Comment: Why on earth are we allowing votes at 16 now?
By Kez Dugdale
A historic agreement between the Scottish and UK governments is being signed this week, paving the way for an official referendum on Scottish Independence, made in Scotland.
That deal, signed off by Alex Salmond and David Cameron even before the responses to the referendum consultation have been published, will give 16-year-olds in Scotland the right to vote. Some of them anyway.
I wholeheartedly support votes at 16. I’m a signed up member of the 'Votes at 16' coalition and have spoken in parliament in favour of it. Our society gives you the responsibility to pay tax, and the ability to marry, and yet you have no say in its governance. If you can die for your country, you should be entitled to vote for the government that sent you there.
But 'Votes at 16' isn't just for this Christmas, or this referendum, it should be the standard for all of our elections, and I'm a little uncomfortable that its first serious outing is for something as omnipotent and unique as the referendum on Scottish Independence.
As far as I can fathom, if we were to stick to the current voter registration rules then to be eligible to vote in 2014 you will have to be on the electoral register that is published on December 1st, 2013. But under that current rule, you can only be on that register if you are going to turn 18 in the next year. So all those who are currently 17 will qualify, as will some 16 year olds, but this leaves out those who are currently 14 or 15. Most of them will be 16 or 17 years old by October 2014, and they will be of eligible age but unable to vote. Clear isn't it?!
Such a criticism might be considered pedantry by those who have staked a claim on winning the campaign for votes at 16, but for me it’s a crucial and worrying point.
Imagine you're a 14-year-old pupil at secondary school, with your eyes wide open to the world and full of hope and promise. Yo'’ll wake up on Monday to discover that you will have a democratic stake in the future of our country, the like of which hasn’t been seen in living memory. You listen hard to the arguments, debate them with your friends, your parents over the dinner table. You watch the TV debates, shout at the telly and switch to the football in disgust like everyone else. Come the day, October 18th 2014, you walk down to the polling station your parents have voted in dozens of times, only to find your name is not on the list. Why? Because you had the temerity to be born the wrong side of December.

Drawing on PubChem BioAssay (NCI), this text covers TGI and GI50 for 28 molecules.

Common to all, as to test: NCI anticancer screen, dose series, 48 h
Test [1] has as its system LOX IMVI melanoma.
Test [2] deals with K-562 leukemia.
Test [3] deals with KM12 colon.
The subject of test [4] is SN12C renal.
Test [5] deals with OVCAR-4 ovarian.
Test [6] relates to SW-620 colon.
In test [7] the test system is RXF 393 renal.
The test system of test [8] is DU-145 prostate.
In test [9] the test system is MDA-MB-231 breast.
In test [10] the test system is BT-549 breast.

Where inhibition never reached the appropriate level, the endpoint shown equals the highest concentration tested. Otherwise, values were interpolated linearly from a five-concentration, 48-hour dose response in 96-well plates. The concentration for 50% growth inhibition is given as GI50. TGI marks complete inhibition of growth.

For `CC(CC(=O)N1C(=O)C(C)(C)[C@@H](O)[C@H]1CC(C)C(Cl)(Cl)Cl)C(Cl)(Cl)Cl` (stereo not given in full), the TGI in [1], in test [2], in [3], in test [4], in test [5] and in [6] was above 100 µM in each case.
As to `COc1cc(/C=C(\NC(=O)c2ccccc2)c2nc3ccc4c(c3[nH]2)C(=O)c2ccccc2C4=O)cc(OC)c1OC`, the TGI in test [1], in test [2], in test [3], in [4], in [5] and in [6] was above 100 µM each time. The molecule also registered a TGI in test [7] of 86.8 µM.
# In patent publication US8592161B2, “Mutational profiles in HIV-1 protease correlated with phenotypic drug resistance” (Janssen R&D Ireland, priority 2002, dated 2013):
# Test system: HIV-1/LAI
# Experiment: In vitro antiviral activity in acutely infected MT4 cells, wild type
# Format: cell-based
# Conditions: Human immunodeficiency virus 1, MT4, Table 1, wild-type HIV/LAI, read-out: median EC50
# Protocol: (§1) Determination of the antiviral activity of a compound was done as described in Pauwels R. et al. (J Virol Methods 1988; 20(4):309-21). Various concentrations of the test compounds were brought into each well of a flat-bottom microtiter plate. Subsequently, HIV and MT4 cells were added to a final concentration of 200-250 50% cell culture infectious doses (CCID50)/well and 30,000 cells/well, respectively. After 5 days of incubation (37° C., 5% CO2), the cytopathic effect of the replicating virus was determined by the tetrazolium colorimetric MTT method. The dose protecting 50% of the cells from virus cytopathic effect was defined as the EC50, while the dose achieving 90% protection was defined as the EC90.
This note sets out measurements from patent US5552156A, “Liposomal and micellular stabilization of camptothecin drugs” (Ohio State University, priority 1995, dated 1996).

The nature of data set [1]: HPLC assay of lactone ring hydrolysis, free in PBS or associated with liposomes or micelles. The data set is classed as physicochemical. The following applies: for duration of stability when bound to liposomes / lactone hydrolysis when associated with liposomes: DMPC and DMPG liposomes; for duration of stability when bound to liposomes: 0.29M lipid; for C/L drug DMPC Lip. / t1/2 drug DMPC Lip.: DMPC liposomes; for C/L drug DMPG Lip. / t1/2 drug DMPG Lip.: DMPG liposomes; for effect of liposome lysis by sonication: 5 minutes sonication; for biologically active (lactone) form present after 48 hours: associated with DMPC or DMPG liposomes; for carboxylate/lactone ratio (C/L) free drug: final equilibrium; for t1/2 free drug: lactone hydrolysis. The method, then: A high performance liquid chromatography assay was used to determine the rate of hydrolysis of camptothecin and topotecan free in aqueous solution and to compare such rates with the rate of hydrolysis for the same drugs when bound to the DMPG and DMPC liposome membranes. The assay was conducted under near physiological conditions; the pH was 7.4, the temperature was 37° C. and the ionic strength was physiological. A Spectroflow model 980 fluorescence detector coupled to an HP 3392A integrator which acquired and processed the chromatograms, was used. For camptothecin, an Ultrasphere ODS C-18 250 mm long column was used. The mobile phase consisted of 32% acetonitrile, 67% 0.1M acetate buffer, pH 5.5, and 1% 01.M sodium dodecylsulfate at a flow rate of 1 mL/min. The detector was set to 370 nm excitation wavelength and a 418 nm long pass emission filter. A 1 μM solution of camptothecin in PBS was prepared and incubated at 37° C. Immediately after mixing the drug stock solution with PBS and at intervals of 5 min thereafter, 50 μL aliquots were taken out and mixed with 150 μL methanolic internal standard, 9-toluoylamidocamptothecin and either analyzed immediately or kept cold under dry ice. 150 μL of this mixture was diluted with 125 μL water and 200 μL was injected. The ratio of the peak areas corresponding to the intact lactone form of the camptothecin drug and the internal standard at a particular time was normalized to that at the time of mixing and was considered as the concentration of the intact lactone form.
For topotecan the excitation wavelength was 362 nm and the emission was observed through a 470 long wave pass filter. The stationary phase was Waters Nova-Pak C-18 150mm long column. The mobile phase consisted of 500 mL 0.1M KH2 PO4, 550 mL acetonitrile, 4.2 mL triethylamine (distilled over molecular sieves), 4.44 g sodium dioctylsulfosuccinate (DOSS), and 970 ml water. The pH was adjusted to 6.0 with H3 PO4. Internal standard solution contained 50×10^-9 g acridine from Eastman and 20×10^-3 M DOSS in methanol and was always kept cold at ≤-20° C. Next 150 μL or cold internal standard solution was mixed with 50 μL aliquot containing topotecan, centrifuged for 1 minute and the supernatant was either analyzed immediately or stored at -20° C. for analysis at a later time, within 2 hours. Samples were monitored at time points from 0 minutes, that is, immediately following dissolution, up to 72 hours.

The disappointment, frustration and anger that will come from that disenfranchisement won't just last the length of time the referendum fever exists, but for a lifetime. Denied a right you were led to believe you were entitled to.
Getting 16-and-17-year-old on the electoral register will be a huge challenge for local authorities. Not only do they need to get to grips with any new rules around voter registration, but they will also have to carry out targeted work to encourage those who will be of eligible age to apply to the register, and all within a relatively short timescale, and dare I suggest at their own expense?
So it is not clear if the majority of 16-and-17-year-olds will be able to vote as the moment dawns. Assurances need to be made before this is another promise broken. Another string to the bow marked apathy.
I'm afraid it's typical of the retail politics that the SNP engage in. The packaging of the votes at 16 looks like a great deal. Rip the box open and examine the contents and you'll be sorely disappointed.
The key question is this: will any of the organisations who've fought for this radical change, be brave enough to stand up on Monday and say 'hang on, this isn't what I ordered'.
Kez Dugdale is for MSP for the Lothians, follow her on Twitter.
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